I just listened to this broadcast via the web. The host made reference to "Sam's pencil is squirming on
his paper". Were I Sam, I'd be squirming myself - from the standpoint of providing information to the public
it was a wholly chaotic affair. And as for collecting feedback from the public - well, a couple of useful
suggestions were put forward. But the broadcast also made clear that the public doesn't really understand
the purpose of the registry - nor really did the host of the program, who was far too invasive I felt. 
 
As per some of Steve's comments about playing back cassettes on the "original" machines on which they
were recorded, I have some comments. Cassettes were truly a consumer medium if there ever was one.
Most folks would get rid of their cassette machines if they died and simply bought new. But they didn't get
rid of the tapes. I don't have any of the machines I owned before 1993 when I got the one I use now. I tried
to hang onto the older machines for some years, but then as I kept moving from place to place Mrs. Lewis
would insist I shake this or that machine loose if it didn't work.
 
I regretted the swift death of DCC, as I really wanted one. Not to play and record the digital cassette tapes,
which I knew were doomed, but as a very high-end player of normal audio cassettes. With mono cassettes
I made before I started using a stereo cassette deck (prior to 1981) I prefer to play them back on a stereo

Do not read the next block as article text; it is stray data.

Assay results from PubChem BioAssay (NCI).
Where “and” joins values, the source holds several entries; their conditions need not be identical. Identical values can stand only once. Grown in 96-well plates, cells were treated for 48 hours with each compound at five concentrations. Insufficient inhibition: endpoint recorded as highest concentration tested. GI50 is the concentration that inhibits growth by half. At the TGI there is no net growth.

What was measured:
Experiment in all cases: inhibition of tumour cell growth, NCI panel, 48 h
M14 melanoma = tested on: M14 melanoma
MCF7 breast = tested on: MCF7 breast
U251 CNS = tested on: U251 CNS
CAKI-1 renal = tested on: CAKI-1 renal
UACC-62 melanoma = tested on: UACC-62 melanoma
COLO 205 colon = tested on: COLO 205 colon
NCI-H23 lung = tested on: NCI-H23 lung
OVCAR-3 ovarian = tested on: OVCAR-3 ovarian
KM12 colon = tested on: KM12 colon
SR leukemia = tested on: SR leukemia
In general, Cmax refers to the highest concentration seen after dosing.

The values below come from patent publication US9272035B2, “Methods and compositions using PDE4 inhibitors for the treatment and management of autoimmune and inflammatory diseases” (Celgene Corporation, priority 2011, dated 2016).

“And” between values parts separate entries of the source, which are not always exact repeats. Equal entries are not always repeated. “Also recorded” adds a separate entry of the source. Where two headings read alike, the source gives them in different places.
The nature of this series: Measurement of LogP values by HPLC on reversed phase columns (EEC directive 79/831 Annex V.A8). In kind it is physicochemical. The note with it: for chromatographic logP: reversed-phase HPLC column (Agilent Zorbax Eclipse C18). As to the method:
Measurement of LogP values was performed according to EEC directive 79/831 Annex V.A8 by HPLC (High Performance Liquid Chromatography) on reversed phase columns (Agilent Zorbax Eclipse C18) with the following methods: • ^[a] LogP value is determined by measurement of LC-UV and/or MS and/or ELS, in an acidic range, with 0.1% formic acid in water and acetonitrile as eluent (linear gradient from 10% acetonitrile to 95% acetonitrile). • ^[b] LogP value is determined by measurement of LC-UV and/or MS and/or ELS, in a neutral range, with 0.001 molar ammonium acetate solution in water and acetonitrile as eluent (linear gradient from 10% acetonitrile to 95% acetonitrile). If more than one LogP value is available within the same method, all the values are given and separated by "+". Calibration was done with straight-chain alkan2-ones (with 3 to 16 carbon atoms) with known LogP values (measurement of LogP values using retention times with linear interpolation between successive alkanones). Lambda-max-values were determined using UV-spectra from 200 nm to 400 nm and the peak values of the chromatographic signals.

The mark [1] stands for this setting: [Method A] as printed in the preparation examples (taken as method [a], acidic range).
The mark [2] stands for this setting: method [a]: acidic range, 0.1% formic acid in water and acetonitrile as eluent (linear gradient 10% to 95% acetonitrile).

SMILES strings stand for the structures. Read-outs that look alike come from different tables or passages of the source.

machine, as it gives me two signals to work with. If the main, louder channel is too overmodulated to provide
a clear signal, then I will recombine it at a low volume with something of the quieter, but noisier secondary 
mono channel to get a result that is listenable. I suspect this is audio-restoration heresy, but I noted that 
Seth Winner and Dennis Rooney have a similar strategy when dealing with damaged half-track open reel
tapes (as per their joint talk at last year's ARSC.)
 
Tape truly is "the Devil".
 

David N. Lewis
Assistant Classical Editor
All Media Guide
301 E. Liberty Suite 400
Ann Arbor, MI 48104
[log in to unmask]

PS: When is the deadline to submit an ARSC talk this year? I've forgotten the dealine, but I do have something.
 
DL   
-----Original Message-----
From: Association for Recorded Sound Discussion List [mailto:[log in to unmask]]On Behalf Of [log in to unmask]
Sent: Wednesday, January 29, 2003 1:30 PM
To: [log in to unmask]
Subject: Re: [ARSCLIST] National Recording Registry

In a message dated 1/29/2003 10:07:58 AM Pacific Standard Time, [log in to unmask] writes:
The host said "with great difficulty".
Here's how you do it fellas. You take a cassete recorder and hook it up to a
phillips (or any other brand) cd recorder and you transfer it following the
simple instructions in the manual. Converting sound recordings to digital
recordings takes no expertise at all.


Boy is this true.  What I find in all of the work that I have done is that, at the end of the day, with voice recordings especially, the quality matters less than the content.  Spending too much time on quality rather than on the value and the meaning of the content to contemporary generations--  is a waste of time.  The host was completely uninformed and probably turned off some young people who would like to do this sort of thing.  Too bad.

David Hoffman
independent documentary filmmaker
varied directions
www.theHoffmancollection.com